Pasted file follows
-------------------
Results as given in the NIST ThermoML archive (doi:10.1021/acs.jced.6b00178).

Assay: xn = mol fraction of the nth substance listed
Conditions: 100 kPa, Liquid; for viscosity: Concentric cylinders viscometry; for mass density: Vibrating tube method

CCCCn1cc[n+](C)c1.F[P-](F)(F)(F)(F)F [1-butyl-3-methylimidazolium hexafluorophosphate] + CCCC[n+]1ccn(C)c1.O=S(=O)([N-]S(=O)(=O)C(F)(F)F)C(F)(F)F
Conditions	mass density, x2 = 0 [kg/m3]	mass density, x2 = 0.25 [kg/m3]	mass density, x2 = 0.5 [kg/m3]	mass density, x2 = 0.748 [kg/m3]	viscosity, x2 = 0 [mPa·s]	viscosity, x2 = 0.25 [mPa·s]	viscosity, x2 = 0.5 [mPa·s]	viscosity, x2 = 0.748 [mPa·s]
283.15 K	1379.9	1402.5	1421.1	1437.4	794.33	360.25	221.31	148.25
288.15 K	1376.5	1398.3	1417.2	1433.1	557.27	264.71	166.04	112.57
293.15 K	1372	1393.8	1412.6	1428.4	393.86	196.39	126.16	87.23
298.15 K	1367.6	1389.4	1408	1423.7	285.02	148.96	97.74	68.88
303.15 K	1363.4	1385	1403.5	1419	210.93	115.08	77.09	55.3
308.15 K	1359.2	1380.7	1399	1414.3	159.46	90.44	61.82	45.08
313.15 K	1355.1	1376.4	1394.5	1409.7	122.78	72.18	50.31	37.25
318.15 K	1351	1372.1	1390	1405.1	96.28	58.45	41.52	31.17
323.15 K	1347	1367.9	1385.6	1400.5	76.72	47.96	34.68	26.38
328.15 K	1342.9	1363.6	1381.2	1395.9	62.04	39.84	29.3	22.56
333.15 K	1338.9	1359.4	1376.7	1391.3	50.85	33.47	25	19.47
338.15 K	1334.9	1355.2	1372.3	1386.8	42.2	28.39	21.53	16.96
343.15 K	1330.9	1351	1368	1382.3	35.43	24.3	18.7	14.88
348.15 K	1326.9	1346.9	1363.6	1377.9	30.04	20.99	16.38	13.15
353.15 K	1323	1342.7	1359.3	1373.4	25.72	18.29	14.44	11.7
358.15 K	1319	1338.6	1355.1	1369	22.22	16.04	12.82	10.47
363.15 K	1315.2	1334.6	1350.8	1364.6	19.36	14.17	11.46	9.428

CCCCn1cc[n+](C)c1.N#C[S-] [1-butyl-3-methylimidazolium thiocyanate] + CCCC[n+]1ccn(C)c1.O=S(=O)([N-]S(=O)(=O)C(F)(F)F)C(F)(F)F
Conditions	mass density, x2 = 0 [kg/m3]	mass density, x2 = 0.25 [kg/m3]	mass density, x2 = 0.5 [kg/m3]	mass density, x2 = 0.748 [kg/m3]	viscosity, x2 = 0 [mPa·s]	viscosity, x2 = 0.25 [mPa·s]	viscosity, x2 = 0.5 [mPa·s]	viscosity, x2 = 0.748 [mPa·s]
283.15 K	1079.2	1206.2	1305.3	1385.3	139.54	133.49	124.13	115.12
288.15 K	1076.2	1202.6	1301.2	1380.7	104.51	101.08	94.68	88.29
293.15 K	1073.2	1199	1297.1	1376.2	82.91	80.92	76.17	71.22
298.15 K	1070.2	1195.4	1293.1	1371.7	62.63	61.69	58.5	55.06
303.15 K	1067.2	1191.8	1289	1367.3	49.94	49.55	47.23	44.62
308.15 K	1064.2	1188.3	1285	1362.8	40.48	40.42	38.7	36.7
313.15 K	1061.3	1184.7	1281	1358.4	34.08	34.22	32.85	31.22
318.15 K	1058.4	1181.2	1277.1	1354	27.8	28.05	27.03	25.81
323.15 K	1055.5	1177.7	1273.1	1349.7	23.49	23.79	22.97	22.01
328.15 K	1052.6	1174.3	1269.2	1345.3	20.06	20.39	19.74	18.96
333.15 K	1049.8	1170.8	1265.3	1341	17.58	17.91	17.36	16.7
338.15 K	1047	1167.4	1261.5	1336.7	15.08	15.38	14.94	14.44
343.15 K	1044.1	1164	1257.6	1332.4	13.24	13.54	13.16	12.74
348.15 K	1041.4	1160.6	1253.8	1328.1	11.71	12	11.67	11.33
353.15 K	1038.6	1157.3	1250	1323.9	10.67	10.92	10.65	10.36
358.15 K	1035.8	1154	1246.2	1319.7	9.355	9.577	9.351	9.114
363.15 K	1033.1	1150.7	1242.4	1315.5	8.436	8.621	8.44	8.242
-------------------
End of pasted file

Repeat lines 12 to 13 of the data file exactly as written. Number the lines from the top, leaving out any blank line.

313.15 K	1355.1	1376.4	1394.5	1409.7	122.78	72.18	50.31	37.25
318.15 K	1351	1372.1	1390	1405.1	96.28	58.45	41.52	31.17